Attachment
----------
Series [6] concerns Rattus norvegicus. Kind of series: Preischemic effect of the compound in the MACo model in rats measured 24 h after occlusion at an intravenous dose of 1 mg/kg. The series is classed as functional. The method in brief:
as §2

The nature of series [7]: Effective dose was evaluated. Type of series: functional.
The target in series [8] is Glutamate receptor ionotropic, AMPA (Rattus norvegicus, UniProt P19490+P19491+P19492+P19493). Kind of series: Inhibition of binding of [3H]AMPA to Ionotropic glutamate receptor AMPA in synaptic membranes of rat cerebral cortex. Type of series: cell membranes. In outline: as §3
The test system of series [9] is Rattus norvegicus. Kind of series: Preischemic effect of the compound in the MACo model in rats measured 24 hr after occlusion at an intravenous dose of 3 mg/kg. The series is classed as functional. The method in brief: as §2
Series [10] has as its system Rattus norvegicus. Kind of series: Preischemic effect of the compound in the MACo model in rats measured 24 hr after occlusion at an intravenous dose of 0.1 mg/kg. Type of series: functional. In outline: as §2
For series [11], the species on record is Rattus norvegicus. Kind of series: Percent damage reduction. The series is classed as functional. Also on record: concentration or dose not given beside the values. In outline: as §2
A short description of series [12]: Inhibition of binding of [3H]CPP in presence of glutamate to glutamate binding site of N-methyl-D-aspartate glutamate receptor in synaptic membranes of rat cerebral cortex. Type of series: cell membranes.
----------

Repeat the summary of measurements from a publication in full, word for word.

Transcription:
Series [6] concerns Rattus norvegicus. Kind of series: Preischemic effect of the compound in the MACo model in rats measured 24 h after occlusion at an intravenous dose of 1 mg/kg. The series is classed as functional. The method in brief:
as §2

The nature of series [7]: Effective dose was evaluated. Type of series: functional.
The target in series [8] is Glutamate receptor ionotropic, AMPA (Rattus norvegicus, UniProt P19490+P19491+P19492+P19493). Kind of series: Inhibition of binding of [3H]AMPA to Ionotropic glutamate receptor AMPA in synaptic membranes of rat cerebral cortex. Type of series: cell membranes. In outline: as §3
The test system of series [9] is Rattus norvegicus. Kind of series: Preischemic effect of the compound in the MACo model in rats measured 24 hr after occlusion at an intravenous dose of 3 mg/kg. The series is classed as functional. The method in brief: as §2
Series [10] has as its system Rattus norvegicus. Kind of series: Preischemic effect of the compound in the MACo model in rats measured 24 hr after occlusion at an intravenous dose of 0.1 mg/kg. Type of series: functional. In outline: as §2
For series [11], the species on record is Rattus norvegicus. Kind of series: Percent damage reduction. The series is classed as functional. Also on record: concentration or dose not given beside the values. In outline: as §2
A short description of series [12]: Inhibition of binding of [3H]CPP in presence of glutamate to glutamate binding site of N-methyl-D-aspartate glutamate receptor in synaptic membranes of rat cerebral cortex. Type of series: cell membranes.